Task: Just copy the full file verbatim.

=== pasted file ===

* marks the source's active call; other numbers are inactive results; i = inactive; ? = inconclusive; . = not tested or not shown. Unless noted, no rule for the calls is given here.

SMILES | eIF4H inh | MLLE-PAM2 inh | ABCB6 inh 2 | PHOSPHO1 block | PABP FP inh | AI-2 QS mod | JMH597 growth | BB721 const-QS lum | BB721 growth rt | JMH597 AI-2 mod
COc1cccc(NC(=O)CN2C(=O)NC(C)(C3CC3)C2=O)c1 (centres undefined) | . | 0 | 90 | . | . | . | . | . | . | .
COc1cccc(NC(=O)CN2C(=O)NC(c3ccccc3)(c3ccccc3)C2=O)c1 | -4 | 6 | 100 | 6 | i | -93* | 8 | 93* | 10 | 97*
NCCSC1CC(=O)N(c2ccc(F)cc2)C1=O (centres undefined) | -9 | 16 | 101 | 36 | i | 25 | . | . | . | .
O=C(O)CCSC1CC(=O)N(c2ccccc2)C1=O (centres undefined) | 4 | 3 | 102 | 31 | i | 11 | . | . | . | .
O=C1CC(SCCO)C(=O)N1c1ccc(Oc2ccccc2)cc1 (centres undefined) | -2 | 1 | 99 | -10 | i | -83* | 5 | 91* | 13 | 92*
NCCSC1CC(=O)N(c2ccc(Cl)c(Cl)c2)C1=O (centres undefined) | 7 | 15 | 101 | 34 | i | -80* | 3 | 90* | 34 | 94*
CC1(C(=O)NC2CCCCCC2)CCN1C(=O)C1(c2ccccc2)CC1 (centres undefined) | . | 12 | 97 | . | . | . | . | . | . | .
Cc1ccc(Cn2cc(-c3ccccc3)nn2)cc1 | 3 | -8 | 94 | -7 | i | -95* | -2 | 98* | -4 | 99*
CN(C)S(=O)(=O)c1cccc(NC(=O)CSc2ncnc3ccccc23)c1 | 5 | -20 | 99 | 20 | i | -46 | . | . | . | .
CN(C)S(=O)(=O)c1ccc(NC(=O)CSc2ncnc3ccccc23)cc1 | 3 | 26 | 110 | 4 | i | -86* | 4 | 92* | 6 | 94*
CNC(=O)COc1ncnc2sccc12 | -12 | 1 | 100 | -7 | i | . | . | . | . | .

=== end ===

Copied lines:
* marks the source's active call; other numbers are inactive results; i = inactive; ? = inconclusive; . = not tested or not shown. Unless noted, no rule for the calls is given here.

SMILES | eIF4H inh | MLLE-PAM2 inh | ABCB6 inh 2 | PHOSPHO1 block | PABP FP inh | AI-2 QS mod | JMH597 growth | BB721 const-QS lum | BB721 growth rt | JMH597 AI-2 mod
COc1cccc(NC(=O)CN2C(=O)NC(C)(C3CC3)C2=O)c1 (centres undefined) | . | 0 | 90 | . | . | . | . | . | . | .
COc1cccc(NC(=O)CN2C(=O)NC(c3ccccc3)(c3ccccc3)C2=O)c1 | -4 | 6 | 100 | 6 | i | -93* | 8 | 93* | 10 | 97*
NCCSC1CC(=O)N(c2ccc(F)cc2)C1=O (centres undefined) | -9 | 16 | 101 | 36 | i | 25 | . | . | . | .
O=C(O)CCSC1CC(=O)N(c2ccccc2)C1=O (centres undefined) | 4 | 3 | 102 | 31 | i | 11 | . | . | . | .
O=C1CC(SCCO)C(=O)N1c1ccc(Oc2ccccc2)cc1 (centres undefined) | -2 | 1 | 99 | -10 | i | -83* | 5 | 91* | 13 | 92*
NCCSC1CC(=O)N(c2ccc(Cl)c(Cl)c2)C1=O (centres undefined) | 7 | 15 | 101 | 34 | i | -80* | 3 | 90* | 34 | 94*
CC1(C(=O)NC2CCCCCC2)CCN1C(=O)C1(c2ccccc2)CC1 (centres undefined) | . | 12 | 97 | . | . | . | . | . | . | .
Cc1ccc(Cn2cc(-c3ccccc3)nn2)cc1 | 3 | -8 | 94 | -7 | i | -95* | -2 | 98* | -4 | 99*
CN(C)S(=O)(=O)c1cccc(NC(=O)CSc2ncnc3ccccc23)c1 | 5 | -20 | 99 | 20 | i | -46 | . | . | . | .
CN(C)S(=O)(=O)c1ccc(NC(=O)CSc2ncnc3ccccc23)cc1 | 3 | 26 | 110 | 4 | i | -86* | 4 | 92* | 6 | 94*
CNC(=O)COc1ncnc2sccc12 | -12 | 1 | 100 | -7 | i | . | . | . | . | .